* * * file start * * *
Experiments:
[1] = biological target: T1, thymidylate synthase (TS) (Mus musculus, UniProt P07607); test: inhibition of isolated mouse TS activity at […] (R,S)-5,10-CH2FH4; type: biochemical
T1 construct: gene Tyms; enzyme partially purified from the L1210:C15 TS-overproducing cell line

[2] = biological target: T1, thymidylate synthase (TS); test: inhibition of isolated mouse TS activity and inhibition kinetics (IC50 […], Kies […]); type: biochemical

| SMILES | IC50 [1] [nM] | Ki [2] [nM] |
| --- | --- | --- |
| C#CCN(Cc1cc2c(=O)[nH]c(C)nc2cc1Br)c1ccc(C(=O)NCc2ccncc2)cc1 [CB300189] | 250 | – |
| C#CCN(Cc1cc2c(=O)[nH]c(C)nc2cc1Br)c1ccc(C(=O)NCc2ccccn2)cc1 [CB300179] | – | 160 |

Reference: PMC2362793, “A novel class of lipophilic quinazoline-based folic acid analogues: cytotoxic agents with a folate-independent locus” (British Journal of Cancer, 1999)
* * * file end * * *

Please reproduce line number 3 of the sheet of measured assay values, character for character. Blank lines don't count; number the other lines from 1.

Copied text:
T1 construct: gene Tyms; enzyme partially purified from the L1210:C15 TS-overproducing cell line